Even though there may be hundreds of modules daisy-chained together, only one module may be addressed (i.e. active) at a time by the Module Management Software provided. This approach permits unrestricted serial communications between the Management PC and whatever PC (or other device) is connected to the selected module's SERIAL port. Moreover, NET-911 modules have been designed so that there is no interference or creation of any special data packets that would in any way degrade serial performance when communicating with a device connected to a module's serial interface.

Using the Module Management Software provided, each module on the daisy-chain may be individually selected (i.e. designated as the Active module). When a module is active, any device connected to that module's SERIAL port may be serially accessed, as if that device were the only serial device connected directly to the Management PC. To avoid serial conflicts between devices and modules only one module on the daisy-chain may be active at any point in time. The active module may be changed at any time from a remote location using the Module Management Software.

There is also a supported mode where none of the modules on a daisy-chain are addressed. In this mode the serial signal just passes through to whatever is connected to the end of daisy-chain. This mode is referred to as the “Serial pass-through” mode. For example, in this mode a Management PC could communicate with a serial printer or modem connected directly to the DATA OUT port of last module on the daisy-chain, as if no modules existed. To make this direct connection to the device connected to the last module on the chain, either (1) a special optional RJ-45 to DB-9 connector is required or (2) a null modem connector MUST be placed between a standard NET-911 RJ-45 to DB-9 module connector and the device's serial port.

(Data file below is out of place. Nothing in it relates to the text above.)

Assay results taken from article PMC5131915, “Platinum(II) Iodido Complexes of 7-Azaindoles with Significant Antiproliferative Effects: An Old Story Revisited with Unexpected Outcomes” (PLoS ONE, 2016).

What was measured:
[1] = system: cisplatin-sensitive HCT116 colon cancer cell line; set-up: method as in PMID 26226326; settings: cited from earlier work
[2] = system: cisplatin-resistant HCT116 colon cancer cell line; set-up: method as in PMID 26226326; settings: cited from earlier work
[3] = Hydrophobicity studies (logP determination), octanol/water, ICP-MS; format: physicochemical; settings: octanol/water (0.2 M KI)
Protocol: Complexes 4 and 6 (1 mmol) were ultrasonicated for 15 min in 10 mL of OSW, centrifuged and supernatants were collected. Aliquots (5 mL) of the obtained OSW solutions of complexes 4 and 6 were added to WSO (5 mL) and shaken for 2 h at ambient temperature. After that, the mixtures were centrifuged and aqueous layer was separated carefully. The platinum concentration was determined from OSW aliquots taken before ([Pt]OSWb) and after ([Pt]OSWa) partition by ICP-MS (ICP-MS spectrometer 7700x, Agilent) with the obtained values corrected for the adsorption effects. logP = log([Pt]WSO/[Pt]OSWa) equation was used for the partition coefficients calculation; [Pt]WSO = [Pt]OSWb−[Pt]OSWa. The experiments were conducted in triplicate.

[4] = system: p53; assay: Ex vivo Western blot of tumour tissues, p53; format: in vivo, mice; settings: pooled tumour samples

Unlike many power control products on the market, NET-911 modules remember the current status of output power even in cases where power fails to the module itself. This is important in an emergency situation. For example, this feature allows a user to turn OFF power permanently to devices at a remote site to prevent resulting temporary power outages from damaging the hardware at the site. In this case many devices on the market improperly reset and turn power back ON to devices at the site if power fails to their module. In contrast, NET-911 will insure power remains OFF in this example until power is turned back ON by a remote user.

3. KEY-VIEW PC Access Control Card.

These cards log caller ID and restrict access to a KEY-VIEW PC based on the caller's ID. Also, they permit rebooting of the KEY-VIEW PC remotely.

Each KEY-VIEW PC can include a unique ISA “Access Control Card” designed to permit the KEY-VIEW PC to be remotely reset, to capture the caller's ID, issue pager alerts when intruders are detected and to control the KEY-VIEW PC's turbo light.

When the Reboot card is installed, a phone line is connected into a “PHONE IN” jack on the back plate of the card. A “PHONE OUT” jack permits the pass through of the phone signal to either a telephone or a modem, as necessary.

When a call is received, the card captures the caller's ID and passes any ID received to the KEY-VIEW II application running on the KEY-VIEW PC. Using the Caller ID menu option, the KEY-VIEW PC could then be optionally configured to only accept calls from a pre-specified list of phone numbers to improve security. In addition, capturing the caller's ID permits logging the phone number of anyone attempting to remotely access the KEY-VIEW PC.